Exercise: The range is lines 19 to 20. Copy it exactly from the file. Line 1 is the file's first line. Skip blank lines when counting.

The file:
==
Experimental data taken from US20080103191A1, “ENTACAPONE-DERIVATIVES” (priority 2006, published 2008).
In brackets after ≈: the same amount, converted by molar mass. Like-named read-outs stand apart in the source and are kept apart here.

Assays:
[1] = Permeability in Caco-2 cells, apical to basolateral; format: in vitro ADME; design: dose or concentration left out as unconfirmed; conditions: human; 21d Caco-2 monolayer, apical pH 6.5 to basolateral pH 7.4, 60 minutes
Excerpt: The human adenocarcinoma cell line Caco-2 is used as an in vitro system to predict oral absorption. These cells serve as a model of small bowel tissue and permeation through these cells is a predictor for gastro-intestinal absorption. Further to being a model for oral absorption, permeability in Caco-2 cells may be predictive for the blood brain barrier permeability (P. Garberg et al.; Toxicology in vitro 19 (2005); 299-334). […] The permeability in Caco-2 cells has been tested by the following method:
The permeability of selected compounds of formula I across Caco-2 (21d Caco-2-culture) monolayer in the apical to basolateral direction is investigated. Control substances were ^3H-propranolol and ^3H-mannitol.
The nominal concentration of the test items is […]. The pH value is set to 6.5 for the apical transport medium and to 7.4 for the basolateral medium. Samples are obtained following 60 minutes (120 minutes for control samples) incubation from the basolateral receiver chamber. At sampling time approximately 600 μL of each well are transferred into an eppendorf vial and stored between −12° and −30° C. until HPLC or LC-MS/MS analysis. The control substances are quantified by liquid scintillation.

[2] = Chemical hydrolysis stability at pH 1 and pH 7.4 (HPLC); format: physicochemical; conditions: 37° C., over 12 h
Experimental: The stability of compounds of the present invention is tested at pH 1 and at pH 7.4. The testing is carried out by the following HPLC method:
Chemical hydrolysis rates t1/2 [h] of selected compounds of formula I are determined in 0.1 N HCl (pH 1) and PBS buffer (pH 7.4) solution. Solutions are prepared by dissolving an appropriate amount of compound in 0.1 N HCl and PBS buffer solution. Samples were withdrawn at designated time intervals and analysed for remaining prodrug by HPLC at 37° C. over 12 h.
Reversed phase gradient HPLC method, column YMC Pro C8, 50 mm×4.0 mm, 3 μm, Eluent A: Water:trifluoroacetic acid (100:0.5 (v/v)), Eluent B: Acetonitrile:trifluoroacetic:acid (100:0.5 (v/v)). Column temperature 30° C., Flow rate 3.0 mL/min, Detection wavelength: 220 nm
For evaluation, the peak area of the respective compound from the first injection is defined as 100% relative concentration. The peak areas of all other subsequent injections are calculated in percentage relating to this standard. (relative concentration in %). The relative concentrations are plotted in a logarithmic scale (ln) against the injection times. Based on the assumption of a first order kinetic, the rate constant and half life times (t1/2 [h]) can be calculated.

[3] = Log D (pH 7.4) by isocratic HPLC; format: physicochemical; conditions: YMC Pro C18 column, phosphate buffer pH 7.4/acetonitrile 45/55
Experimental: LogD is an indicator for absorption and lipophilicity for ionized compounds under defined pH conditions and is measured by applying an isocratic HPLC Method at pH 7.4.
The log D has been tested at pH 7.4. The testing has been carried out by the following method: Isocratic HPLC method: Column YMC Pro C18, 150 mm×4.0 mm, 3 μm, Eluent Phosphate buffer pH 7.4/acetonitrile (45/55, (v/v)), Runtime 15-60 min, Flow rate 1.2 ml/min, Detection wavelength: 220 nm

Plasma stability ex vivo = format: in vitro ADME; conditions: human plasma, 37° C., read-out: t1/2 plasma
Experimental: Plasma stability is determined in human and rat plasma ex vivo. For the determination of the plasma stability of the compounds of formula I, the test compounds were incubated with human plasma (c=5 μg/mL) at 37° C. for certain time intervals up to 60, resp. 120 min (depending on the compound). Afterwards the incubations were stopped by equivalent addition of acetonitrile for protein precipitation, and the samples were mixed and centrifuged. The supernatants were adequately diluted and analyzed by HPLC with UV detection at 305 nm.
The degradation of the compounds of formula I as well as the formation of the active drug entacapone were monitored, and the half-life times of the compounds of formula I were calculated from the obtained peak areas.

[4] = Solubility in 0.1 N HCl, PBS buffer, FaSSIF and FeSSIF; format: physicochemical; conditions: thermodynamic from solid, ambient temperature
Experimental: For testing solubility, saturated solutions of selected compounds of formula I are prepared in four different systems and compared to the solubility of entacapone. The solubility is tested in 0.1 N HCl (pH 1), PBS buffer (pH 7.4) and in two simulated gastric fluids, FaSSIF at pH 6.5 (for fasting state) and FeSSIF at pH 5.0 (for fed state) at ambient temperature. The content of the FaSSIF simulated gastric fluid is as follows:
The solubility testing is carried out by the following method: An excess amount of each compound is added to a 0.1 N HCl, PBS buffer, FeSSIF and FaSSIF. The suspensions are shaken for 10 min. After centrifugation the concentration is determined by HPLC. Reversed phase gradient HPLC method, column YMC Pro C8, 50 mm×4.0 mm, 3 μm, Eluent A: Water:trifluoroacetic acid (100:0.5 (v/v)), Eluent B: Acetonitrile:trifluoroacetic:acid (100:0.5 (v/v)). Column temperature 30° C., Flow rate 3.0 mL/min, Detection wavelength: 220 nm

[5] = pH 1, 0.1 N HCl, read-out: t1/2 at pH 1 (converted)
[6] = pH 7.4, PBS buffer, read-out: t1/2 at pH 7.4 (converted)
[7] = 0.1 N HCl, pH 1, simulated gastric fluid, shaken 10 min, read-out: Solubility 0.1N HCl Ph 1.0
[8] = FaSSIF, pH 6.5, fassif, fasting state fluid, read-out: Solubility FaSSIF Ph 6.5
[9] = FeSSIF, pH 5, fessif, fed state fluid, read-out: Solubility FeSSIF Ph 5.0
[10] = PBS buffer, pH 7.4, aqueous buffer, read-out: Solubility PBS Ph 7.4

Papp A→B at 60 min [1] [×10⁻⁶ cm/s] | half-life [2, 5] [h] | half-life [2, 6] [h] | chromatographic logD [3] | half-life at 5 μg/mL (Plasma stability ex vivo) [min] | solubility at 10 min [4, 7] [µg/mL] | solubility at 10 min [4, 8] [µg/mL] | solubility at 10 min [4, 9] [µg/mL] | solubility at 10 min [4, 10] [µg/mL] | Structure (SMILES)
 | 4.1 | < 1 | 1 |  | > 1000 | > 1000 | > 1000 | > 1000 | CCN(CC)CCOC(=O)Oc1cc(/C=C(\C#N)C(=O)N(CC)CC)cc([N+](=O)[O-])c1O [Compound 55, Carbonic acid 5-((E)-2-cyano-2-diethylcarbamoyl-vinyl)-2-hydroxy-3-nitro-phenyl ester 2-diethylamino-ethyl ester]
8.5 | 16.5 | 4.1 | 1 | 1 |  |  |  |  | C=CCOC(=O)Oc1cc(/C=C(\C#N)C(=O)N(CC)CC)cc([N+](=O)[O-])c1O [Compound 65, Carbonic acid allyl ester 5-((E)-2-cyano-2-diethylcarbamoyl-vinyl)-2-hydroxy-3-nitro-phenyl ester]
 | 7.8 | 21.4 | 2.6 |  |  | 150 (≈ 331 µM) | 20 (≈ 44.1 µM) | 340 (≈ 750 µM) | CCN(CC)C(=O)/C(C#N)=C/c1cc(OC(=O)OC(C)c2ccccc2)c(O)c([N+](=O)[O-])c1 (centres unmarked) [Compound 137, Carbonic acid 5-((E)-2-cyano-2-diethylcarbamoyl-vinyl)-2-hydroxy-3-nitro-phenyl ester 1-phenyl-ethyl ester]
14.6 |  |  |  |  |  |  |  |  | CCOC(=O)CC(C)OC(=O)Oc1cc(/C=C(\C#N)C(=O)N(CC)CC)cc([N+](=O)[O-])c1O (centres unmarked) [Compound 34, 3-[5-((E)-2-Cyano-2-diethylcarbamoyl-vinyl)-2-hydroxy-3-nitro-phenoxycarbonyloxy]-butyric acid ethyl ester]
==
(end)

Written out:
[4] = Solubility in 0.1 N HCl, PBS buffer, FaSSIF and FeSSIF; format: physicochemical; conditions: thermodynamic from solid, ambient temperature
Experimental: For testing solubility, saturated solutions of selected compounds of formula I are prepared in four different systems and compared to the solubility of entacapone. The solubility is tested in 0.1 N HCl (pH 1), PBS buffer (pH 7.4) and in two simulated gastric fluids, FaSSIF at pH 6.5 (for fasting state) and FeSSIF at pH 5.0 (for fed state) at ambient temperature. The content of the FaSSIF simulated gastric fluid is as follows: